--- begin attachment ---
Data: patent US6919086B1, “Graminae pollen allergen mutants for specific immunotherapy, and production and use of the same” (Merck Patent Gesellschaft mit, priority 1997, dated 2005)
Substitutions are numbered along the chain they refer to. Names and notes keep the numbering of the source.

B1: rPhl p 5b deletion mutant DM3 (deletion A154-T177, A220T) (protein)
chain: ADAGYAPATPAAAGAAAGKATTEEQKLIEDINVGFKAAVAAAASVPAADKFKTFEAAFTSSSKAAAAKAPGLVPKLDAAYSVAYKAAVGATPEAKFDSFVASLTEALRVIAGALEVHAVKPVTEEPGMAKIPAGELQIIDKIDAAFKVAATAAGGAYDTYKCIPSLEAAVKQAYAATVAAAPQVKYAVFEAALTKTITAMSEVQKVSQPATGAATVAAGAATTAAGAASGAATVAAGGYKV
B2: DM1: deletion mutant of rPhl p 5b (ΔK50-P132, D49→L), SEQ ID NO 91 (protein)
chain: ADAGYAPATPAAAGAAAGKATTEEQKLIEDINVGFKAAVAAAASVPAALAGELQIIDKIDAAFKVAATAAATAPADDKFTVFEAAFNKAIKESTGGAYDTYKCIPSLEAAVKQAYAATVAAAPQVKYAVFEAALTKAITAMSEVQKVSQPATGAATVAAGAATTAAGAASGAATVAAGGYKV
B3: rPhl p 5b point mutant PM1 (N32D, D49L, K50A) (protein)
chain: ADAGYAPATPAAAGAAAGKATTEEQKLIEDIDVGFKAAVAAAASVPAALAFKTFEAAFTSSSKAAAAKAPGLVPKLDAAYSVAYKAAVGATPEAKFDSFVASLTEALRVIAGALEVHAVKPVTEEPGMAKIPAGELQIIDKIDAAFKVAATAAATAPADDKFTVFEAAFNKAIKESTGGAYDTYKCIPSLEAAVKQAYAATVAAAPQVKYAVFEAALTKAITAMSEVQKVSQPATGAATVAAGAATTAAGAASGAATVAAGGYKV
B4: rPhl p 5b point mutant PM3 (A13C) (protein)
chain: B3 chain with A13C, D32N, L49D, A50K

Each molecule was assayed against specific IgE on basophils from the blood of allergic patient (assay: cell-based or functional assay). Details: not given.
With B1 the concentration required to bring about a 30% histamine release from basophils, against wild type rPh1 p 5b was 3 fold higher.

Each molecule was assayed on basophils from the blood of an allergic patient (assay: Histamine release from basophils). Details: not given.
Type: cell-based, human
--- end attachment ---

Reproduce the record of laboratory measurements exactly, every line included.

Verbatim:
Data: patent US6919086B1, “Graminae pollen allergen mutants for specific immunotherapy, and production and use of the same” (Merck Patent Gesellschaft mit, priority 1997, dated 2005)
Substitutions are numbered along the chain they refer to. Names and notes keep the numbering of the source.

B1: rPhl p 5b deletion mutant DM3 (deletion A154-T177, A220T) (protein)
chain: ADAGYAPATPAAAGAAAGKATTEEQKLIEDINVGFKAAVAAAASVPAADKFKTFEAAFTSSSKAAAAKAPGLVPKLDAAYSVAYKAAVGATPEAKFDSFVASLTEALRVIAGALEVHAVKPVTEEPGMAKIPAGELQIIDKIDAAFKVAATAAGGAYDTYKCIPSLEAAVKQAYAATVAAAPQVKYAVFEAALTKTITAMSEVQKVSQPATGAATVAAGAATTAAGAASGAATVAAGGYKV
B2: DM1: deletion mutant of rPhl p 5b (ΔK50-P132, D49→L), SEQ ID NO 91 (protein)
chain: ADAGYAPATPAAAGAAAGKATTEEQKLIEDINVGFKAAVAAAASVPAALAGELQIIDKIDAAFKVAATAAATAPADDKFTVFEAAFNKAIKESTGGAYDTYKCIPSLEAAVKQAYAATVAAAPQVKYAVFEAALTKAITAMSEVQKVSQPATGAATVAAGAATTAAGAASGAATVAAGGYKV
B3: rPhl p 5b point mutant PM1 (N32D, D49L, K50A) (protein)
chain: ADAGYAPATPAAAGAAAGKATTEEQKLIEDIDVGFKAAVAAAASVPAALAFKTFEAAFTSSSKAAAAKAPGLVPKLDAAYSVAYKAAVGATPEAKFDSFVASLTEALRVIAGALEVHAVKPVTEEPGMAKIPAGELQIIDKIDAAFKVAATAAATAPADDKFTVFEAAFNKAIKESTGGAYDTYKCIPSLEAAVKQAYAATVAAAPQVKYAVFEAALTKAITAMSEVQKVSQPATGAATVAAGAATTAAGAASGAATVAAGGYKV
B4: rPhl p 5b point mutant PM3 (A13C) (protein)
chain: B3 chain with A13C, D32N, L49D, A50K

Each molecule was assayed against specific IgE on basophils from the blood of allergic patient (assay: cell-based or functional assay). Details: not given.
With B1 the concentration required to bring about a 30% histamine release from basophils, against wild type rPh1 p 5b was 3 fold higher.

Each molecule was assayed on basophils from the blood of an allergic patient (assay: Histamine release from basophils). Details: not given.
Type: cell-based, human